The Auschwitz Diet
Last Wednesday, I was forced to work well beyond lunch time. When we were done, I said to a coworker, "I need to get some food or I'll starve to death." Coincidentally, I was reading a book about the Holocaust titled: Auschwitz: A New History . The book cites starvation as one of the many atrocities that the SS subjected the Jews to. The average working prisoner could expect to live 3 months on the sustenance provided by the Nazis. This caused me to contemplate my statement and conclude that I had no inkling what I was talking about. I wasn't starving nor have I ever been. In fact, upon further reflection, I realized that I don't think I've ever met anyone who has suffered starvation.
A survey of the internet yielded various estimates of the caloric content of the rations provided at Auschwitz. The estimates ranged from 400-1300 calories/day. I believe that this large variation is accurate and reflects the inability of the German supply chain to maintain constant efficiency as a result of waning Nazi fortunes. Regardless, since last Wednesday I have attempted to limit my caloric intake to a daily value of 500-600. I have never attempted dieting or making any attempt at monitoring any of the nutritional aspects of my diet, so it's difficult to estimate what my average daily caloric intake had been. The USDA recommends a daily caloric intake of 2000 and I have reason to believe that I was consuming more than that.
Today will be the 7th consecutive day of this exercise. To date, I have been able to keep my calorie intake between 500 and 600. This has been accomplished by eating a single Subway 6" Italian BMT per day which provides approximately 450 calories. An additional 100 calories have come from consuming either coffee or sports drinks. Consequently, by USDA recommendations I should have consumed 14000 calories in the last week. By my calculations, I have consumed about 4000, leading to a deficiency of 10000 calories.
I can assure you that this exercise is not the result of mental instability or even an attempt at losing weight. I simply want to know what the effects of a significant caloric deficiency will be on my physical and mental well being. Here is what I've noticed:
1. The first two days were the worst and they really weren't insufferable. Initially, I was noticeably hungry, but after 7 days this sensation is noticeably less marked. I also had difficulty concentrating during the first two days, but this problem has also disappeared.
2. I have more energy now than I have in years. Previously, I was constantly tired, particularly in the afternoons. This makes me wonder about some of the additives in the foods that I was eating.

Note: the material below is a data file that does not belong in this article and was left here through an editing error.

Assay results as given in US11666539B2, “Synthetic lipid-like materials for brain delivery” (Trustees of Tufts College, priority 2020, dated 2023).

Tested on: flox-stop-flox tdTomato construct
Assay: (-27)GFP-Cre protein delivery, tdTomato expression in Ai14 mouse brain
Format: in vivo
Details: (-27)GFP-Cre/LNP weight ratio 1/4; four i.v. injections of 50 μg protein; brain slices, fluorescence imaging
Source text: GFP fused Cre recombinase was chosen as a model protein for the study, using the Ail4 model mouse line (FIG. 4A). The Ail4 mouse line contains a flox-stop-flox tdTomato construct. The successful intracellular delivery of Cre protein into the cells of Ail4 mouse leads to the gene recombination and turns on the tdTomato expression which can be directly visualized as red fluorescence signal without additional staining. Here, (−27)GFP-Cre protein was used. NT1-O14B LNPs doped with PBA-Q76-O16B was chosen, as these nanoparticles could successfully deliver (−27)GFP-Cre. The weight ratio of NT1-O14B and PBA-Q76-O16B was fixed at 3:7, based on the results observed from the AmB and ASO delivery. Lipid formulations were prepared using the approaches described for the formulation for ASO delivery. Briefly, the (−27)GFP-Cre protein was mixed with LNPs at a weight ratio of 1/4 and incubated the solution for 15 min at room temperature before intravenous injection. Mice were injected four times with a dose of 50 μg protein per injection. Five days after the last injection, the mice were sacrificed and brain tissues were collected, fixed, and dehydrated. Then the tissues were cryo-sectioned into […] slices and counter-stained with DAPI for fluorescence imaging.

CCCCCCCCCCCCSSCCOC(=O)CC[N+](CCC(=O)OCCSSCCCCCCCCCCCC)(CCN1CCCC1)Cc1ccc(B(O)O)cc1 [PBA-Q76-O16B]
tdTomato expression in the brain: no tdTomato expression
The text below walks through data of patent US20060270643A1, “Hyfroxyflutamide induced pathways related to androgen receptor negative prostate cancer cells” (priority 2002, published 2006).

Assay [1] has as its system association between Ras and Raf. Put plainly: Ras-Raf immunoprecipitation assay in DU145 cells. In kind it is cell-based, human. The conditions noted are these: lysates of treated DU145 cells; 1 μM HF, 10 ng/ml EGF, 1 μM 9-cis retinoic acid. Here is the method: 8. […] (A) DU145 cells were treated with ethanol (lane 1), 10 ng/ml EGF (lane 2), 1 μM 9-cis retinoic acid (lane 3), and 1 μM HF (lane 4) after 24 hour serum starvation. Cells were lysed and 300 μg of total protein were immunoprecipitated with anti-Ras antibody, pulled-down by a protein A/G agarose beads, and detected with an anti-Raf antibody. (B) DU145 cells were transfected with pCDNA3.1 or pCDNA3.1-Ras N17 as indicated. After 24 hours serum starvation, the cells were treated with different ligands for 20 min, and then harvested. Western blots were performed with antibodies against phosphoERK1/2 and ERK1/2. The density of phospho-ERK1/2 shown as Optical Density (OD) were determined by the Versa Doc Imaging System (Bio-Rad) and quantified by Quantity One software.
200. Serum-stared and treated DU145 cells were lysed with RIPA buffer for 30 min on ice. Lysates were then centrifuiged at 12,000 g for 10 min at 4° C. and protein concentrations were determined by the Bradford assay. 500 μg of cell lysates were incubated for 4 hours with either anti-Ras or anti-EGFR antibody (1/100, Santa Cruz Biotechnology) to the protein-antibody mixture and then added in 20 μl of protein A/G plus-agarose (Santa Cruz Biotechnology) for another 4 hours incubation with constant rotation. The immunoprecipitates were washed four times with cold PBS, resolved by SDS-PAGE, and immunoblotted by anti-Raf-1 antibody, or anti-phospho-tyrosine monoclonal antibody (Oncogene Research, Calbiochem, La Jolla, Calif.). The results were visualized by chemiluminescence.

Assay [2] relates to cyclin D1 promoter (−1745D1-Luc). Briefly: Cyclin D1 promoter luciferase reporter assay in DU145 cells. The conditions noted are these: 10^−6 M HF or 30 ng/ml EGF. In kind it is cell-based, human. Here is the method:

3. I can't describe how good a Subway BMT tastes. This is suprising because prior to last Wednesday, I thought that Subway sucked. I only selected Subway because they are everywhere and had a menu item that was close to 500 calories.
4. Per the cargo scale on my employer's loading dock, I weighed 185 lbs last Wednesday. Yesterday, I weighed 177 lb. My ideal weight is somewhere between 160 and 170 lbs.
5. Muscle cramps started on the third day. I attributed this to an electrolyte imbalance and compensated with sports drinks. I haven't had any cramps since.
6. My mental outlook has actually improved. When I started, I assumed that I would become difficult to deal with after the first few days. This hasn't happened, although I am still not eager to deal with idiots.
Although I might be simulating the caloric intake of Auschwitz victims, I don't pretend that what I'm doing is comparable. For one, I may be starving myself from an energy standpoint, but I am not malnourished due to vitamin and mineral supplements that I take daily. Additionally, my work is fairly sedentary. I sit in front of a computer most of the time. In comparison, Auschwitz inmates were forced to perform physical labor for 11 hours per day. Moreover, I am not prone to the unimaginable mental stress associated with knowing that every physical exertation is a step closer to death. I know that, at anytime, I can open my refrigerator and consume thousands of calories.
In closing, I am well aware that this is not very healthy and have no intention of letting my weight drop below 170 lb. At the current rate, this will occur early next week. Aside from ramping up to 2000 calories/day, I'm not sure what I will do at that point, but I'd wager that it's going to involve an enormous cheesesteak.